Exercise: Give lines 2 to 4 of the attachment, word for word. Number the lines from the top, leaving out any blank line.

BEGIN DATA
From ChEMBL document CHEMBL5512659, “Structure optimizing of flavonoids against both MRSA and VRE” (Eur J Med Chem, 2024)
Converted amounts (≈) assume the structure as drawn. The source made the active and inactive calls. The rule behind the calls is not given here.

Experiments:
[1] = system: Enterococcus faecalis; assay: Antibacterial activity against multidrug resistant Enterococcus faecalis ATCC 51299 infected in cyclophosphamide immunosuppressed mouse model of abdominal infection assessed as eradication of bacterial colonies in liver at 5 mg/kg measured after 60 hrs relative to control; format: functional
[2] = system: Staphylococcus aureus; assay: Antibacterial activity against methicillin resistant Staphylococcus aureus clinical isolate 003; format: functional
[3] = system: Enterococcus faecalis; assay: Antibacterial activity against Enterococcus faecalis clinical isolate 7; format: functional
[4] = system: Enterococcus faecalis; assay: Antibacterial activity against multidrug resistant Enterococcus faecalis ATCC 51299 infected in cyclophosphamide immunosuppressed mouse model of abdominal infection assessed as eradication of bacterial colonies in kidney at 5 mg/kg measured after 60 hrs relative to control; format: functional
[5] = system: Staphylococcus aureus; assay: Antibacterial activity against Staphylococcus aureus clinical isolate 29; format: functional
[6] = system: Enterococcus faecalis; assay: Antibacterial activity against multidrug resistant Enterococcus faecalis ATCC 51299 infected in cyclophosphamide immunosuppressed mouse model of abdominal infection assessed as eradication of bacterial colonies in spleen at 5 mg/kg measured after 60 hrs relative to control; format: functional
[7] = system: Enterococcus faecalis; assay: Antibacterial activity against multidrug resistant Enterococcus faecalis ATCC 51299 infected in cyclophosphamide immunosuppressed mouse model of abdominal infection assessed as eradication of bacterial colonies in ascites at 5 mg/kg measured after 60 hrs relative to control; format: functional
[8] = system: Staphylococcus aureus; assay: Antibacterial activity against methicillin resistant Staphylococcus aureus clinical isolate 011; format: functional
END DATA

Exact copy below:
Converted amounts (≈) assume the structure as drawn. The source made the active and inactive calls. The rule behind the calls is not given here.

Experiments:
[1] = system: Enterococcus faecalis; assay: Antibacterial activity against multidrug resistant Enterococcus faecalis ATCC 51299 infected in cyclophosphamide immunosuppressed mouse model of abdominal infection assessed as eradication of bacterial colonies in liver at 5 mg/kg measured after 60 hrs relative to control; format: functional